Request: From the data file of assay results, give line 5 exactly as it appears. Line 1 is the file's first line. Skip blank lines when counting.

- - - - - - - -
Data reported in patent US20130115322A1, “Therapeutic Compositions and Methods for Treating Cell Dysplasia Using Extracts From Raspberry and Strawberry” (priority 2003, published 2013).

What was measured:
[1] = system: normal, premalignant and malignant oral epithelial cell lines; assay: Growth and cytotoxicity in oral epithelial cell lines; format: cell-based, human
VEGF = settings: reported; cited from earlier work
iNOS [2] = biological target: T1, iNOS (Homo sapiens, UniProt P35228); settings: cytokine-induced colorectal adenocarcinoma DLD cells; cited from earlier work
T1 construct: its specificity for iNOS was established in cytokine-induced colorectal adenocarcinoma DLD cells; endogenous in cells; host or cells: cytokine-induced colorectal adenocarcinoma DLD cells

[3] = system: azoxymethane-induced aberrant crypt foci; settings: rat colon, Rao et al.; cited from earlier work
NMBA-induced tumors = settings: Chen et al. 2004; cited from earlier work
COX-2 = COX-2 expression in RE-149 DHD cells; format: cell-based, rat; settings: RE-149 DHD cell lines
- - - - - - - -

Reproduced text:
iNOS [2] = biological target: T1, iNOS (Homo sapiens, UniProt P35228); settings: cytokine-induced colorectal adenocarcinoma DLD cells; cited from earlier work